Draper drives M&A debate

A panel discussion in Hollywood last week underscored the confusion for entrepreneurs and investors over when is a good time to sell a startup. The debate became so fired up that one panelist responded to another by saying, “That’s bullshit!”

The good news is that no one “charged the mound.” Everyone laughed off the comment instead.

The panel discussion took place at a conference sponsored by the media property AlwaysOn. About 100 people attended and saw the panel’s participants – venture capitalist Tim Draper; banker Mike Montgomery; attorney Mark Stevens, a partner at the Silicon Valley office of Fenwick & West; and entrepreneurs Jason Calacanis and Josh Resnick -agree on a number of issues, such as that it’s better for an entrepreneur to stay on board after an acquisition rather than hightailing it when the check clears.

Draper said, for example, that entrepreneurs who stay with a company after a merger or acquisition often continue pursuing their vision are “generally happier” than those who cash out immediately or soon after the transaction is done.

Giving up on a startup can be crushing, Draper said. “It’s like a divorce or losing a child,” he said. “Entrepreneurs don’t always realize the range of emotions that follow an acquisition.”

Another important consideration for entrepreneurs when weighing an offer is their personal financial situation, though there was little agreement on the panel about whether financial security is worth more than the satisfaction of continuing to steward a successful startup.

Calacanis, CEO of the blog network Weblogs, which sold to America Online for $25 million last year, suggested that if you don’t have money in the bank, it’s often smart to take what’s on the table for the sake of loved ones.

“Family is a very motivating factor,” he said. “When you come from a middle-class or a blue-collar family, as I have, and your mom is 60 years old and has worked her whole life,” it’s not worth second-guessing what kind of multiple an entrepreneur might get in the future.

Another option, highlighted by Resnick, is to partially sell one’s company. Resnick co-founded video game developer Pandemic Studios and sold a sizable portion of it to Elevation Partners last year. The partial buyout allied Pandemic with Canada-based BioWare. (The combined investment was slightly more than $300 million, according to Elevation.)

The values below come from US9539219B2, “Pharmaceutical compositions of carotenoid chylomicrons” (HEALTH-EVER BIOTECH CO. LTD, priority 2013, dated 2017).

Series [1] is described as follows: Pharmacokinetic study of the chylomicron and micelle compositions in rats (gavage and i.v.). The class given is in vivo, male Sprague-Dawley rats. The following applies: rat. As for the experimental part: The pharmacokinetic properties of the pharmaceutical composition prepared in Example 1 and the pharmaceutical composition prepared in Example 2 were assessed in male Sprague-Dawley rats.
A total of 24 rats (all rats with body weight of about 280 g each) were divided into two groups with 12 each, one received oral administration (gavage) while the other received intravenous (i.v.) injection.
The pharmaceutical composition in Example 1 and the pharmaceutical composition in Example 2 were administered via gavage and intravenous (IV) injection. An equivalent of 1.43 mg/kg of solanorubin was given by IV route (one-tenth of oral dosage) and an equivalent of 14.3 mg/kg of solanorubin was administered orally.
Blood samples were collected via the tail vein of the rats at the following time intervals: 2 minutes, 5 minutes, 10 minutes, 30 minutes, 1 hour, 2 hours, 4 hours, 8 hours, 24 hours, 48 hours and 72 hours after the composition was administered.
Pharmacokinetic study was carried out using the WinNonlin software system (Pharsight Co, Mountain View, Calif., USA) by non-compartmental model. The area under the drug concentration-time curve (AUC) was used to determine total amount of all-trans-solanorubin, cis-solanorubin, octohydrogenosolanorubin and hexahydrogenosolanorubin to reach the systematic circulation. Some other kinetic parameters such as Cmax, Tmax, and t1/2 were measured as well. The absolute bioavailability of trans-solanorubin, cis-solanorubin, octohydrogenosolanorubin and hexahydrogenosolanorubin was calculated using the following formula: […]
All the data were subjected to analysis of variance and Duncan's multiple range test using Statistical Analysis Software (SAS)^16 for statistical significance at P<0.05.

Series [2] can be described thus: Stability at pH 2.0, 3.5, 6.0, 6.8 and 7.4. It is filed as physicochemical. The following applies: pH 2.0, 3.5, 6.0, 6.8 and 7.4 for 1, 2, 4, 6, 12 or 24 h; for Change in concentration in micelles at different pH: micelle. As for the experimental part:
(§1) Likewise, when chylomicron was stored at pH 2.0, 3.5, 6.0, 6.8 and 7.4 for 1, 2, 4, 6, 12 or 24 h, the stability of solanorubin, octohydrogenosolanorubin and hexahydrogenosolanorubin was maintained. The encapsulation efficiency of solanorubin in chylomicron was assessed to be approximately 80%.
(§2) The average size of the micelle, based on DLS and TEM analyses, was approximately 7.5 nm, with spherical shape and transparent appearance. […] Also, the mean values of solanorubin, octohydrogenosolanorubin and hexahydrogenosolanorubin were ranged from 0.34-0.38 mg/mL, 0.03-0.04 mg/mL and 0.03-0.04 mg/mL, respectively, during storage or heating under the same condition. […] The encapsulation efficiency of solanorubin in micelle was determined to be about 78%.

The partial liquidity event helped to mitigate risk, Resnick said. “We also wanted to get some capital into the business so we could take advantage of some growing opportunities,” he added.

Montgomery, president and head of media banking at Montgomery & Co., noted that more and more investors are becoming aware of this conflict and are allowing and even encouraging more partial liquidity events. “If you have an entrepreneur with a little more money in his pocket, his risk-profile changes dramatically.”

The panelists, however, had difficulty finding common ground over how acquirers value exits. Not one of them offered any usable formulas. In fact, none seemed to think cash flow was all that important when evaluating potential M&A deals. “When Microsoft bought Hotmail [a DFJ-backed startup that sold for $425 million], it wasn’t for cash flow,” said Draper. “It was a great marketing company.”

Stevens said that an entrepreneur should never focus on selling a company. “Build a great business and make decisions that are not driven by a possible transaction,” he said. “In fact, make decisions that might not even make sense to a transaction. Hire people. Get that additional office. If buyers see you making decisions based on them, they’ll jam you on it every time.”

The panel was titled, “Buy, Sell or Hold,” but it went off on a tangent at one point with Calacanis arguing that entrepreneurs should only raise money from individual investors, not VCs. He said that invidual investors won’t turn ugly on you if the market turns, unlike VCs. Draper countered that VCs do care and in a down market, individual investors are less likely than VCs to give a company more money. VCs care about their investments and they have the resources to nurture them, he said.

It was then that Calacanis said, “That’s bullshit!” and went on to talk about VCs cramming down rounds. The audience laughed and the debate continued.